The United Kingdom formally became a nuclear weapon state in 1952, with operational systems from 1955. The UK's strategic deterrent has evolved over the past 66 years of it being a nuclear armed state. Nuclear weapon system information, particularly the detail of national command, control and associated communications systems and protocols, are among the most tightly guarded and classified secrets of any nation. The UK is no exception to this, and until the decision to release some of the protocols and procedures as part of the Cabinet Office co-operation with a BBC Radio programme in 2008, every facet of current national arrangements was classified.
In this essay, Rear Admiral Gower states that the UK Nuclear Weapon Command Control and Communications (UK NC3) architecture is designed and operated to support SSBN strategic nuclear deterrence in all foreseeable circumstances from peacetime to nuclear conflict. “Through multiple paths and frequencies, fall-back and alternative systems and with dedicated and unique encryption and processes it delivers continuous availability for the Prime Minister should a decision to launch be made.”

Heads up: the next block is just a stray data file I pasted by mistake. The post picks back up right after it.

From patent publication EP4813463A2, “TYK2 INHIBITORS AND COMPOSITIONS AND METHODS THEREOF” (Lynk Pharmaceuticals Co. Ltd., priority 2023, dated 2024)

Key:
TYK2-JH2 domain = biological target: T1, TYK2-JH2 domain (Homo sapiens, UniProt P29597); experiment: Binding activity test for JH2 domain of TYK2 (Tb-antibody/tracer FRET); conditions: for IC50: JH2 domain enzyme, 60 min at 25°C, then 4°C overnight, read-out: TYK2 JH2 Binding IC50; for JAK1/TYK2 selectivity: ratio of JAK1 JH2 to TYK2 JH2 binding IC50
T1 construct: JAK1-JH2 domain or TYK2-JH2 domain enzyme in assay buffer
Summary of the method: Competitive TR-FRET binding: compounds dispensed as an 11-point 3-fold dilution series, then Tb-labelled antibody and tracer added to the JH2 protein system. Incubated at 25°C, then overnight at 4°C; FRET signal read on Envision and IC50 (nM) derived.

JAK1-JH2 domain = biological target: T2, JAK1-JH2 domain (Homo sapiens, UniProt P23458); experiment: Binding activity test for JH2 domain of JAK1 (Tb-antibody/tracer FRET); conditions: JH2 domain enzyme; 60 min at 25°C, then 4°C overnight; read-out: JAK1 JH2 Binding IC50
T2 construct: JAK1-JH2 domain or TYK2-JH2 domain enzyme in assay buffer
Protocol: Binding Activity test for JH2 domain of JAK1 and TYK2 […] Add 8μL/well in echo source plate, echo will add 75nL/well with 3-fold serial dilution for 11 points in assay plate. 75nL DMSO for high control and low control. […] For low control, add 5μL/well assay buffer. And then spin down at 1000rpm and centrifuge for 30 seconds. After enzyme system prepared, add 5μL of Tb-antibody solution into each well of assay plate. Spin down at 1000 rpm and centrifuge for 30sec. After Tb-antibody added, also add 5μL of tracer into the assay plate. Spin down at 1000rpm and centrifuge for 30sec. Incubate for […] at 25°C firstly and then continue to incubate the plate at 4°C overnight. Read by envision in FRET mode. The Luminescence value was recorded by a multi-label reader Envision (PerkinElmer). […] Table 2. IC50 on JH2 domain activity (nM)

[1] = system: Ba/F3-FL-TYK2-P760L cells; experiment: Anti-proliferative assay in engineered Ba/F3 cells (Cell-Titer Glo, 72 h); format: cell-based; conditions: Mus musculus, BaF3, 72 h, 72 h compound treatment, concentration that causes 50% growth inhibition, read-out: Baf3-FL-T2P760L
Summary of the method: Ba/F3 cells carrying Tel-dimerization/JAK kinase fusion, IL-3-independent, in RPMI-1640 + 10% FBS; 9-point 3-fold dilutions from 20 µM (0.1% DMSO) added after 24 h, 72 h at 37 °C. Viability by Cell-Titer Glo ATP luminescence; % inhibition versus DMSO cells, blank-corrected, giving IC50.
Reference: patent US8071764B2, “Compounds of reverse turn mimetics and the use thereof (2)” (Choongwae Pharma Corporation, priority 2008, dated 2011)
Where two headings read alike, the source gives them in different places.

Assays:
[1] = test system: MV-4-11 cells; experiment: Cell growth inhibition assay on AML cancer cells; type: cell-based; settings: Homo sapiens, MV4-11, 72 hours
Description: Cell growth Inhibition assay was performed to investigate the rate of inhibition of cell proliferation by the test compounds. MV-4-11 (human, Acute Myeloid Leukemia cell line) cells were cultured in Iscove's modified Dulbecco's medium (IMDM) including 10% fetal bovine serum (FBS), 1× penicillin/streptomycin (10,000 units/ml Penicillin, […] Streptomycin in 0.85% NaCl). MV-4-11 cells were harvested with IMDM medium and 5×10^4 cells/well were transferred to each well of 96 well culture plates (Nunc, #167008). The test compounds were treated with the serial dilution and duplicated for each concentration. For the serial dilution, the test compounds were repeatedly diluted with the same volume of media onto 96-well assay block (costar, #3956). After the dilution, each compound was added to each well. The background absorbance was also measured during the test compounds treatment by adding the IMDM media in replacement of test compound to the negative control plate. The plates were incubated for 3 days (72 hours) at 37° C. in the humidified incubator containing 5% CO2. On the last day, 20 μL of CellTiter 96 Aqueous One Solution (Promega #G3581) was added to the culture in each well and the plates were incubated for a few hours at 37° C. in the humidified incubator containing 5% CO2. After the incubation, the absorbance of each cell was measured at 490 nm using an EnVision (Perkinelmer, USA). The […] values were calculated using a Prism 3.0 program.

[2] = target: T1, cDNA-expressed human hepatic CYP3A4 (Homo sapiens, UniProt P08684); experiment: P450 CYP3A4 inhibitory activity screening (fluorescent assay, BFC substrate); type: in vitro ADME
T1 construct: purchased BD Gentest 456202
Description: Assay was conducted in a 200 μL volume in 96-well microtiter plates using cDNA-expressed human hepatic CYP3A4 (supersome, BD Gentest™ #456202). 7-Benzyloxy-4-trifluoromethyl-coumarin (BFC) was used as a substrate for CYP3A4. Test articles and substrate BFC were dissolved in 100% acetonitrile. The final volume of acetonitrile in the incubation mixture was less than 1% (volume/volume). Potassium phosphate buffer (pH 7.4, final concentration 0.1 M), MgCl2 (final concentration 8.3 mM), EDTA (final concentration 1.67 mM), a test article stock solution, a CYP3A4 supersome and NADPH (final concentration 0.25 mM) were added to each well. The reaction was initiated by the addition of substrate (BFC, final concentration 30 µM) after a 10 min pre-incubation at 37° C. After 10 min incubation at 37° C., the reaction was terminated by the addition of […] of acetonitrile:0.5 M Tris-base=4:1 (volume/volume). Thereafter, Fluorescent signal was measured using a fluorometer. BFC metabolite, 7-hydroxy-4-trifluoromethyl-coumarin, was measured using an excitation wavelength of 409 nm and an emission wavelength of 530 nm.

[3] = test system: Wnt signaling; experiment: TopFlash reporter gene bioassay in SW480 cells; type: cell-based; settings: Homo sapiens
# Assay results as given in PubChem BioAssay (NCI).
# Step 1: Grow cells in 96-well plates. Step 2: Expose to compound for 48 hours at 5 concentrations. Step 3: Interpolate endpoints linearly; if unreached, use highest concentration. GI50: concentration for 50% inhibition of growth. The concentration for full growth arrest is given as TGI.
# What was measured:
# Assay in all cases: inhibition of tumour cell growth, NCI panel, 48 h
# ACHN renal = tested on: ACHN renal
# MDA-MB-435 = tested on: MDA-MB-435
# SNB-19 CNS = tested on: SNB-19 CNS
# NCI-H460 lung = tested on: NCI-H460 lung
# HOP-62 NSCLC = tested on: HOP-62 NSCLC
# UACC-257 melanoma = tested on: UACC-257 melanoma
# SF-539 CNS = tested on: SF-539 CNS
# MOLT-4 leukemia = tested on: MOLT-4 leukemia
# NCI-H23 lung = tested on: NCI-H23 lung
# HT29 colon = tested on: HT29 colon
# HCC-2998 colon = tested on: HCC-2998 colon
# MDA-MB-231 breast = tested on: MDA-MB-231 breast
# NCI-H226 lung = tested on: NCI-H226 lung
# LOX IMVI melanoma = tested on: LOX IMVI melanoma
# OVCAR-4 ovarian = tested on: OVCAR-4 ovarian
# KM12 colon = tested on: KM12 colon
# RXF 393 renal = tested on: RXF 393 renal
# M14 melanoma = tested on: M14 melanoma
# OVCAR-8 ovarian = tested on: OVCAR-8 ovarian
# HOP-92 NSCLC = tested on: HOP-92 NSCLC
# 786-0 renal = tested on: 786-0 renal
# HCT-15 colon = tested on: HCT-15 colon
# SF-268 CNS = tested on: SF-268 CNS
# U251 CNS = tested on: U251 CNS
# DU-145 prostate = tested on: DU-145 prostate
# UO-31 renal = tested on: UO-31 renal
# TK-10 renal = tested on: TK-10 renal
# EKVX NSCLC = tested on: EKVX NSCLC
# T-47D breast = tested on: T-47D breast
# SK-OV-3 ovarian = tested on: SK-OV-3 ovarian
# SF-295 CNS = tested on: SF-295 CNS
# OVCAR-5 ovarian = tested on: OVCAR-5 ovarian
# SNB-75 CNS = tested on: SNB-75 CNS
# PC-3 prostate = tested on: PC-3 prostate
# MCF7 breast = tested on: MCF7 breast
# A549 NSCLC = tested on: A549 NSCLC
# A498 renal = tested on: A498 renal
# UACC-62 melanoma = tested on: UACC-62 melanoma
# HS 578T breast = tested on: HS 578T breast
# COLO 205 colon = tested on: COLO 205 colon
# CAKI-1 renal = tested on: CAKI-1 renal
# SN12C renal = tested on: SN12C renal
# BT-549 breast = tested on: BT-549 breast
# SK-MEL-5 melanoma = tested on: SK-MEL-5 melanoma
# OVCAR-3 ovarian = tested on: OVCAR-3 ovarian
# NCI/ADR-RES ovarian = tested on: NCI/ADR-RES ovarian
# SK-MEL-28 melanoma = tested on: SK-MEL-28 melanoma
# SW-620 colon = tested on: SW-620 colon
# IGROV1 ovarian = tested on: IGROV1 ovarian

This essay goes into further detail regarding the multiple communication paths, frequencies, fall-back systems, and encryption needed to continuously enable the UK's Prime Minister to act on a nuclear launch decision.
Formerly commander of two submarines, Rear Admiral John Gower was Assistant Chief of Defence Staff (Nuclear & Chemical, Biological) in the UK Ministry of Defence (MoD). He served as the senior MoD policy officer for UK NC3, reporting its status to the Nuclear Deterrence Policy Committee and the Cabinet Office for the Prime Minister. He is now an independent consultant on global nuclear policy issues.
Podcast: United Kingdom: Nuclear Weapon, Command, Control, and Communications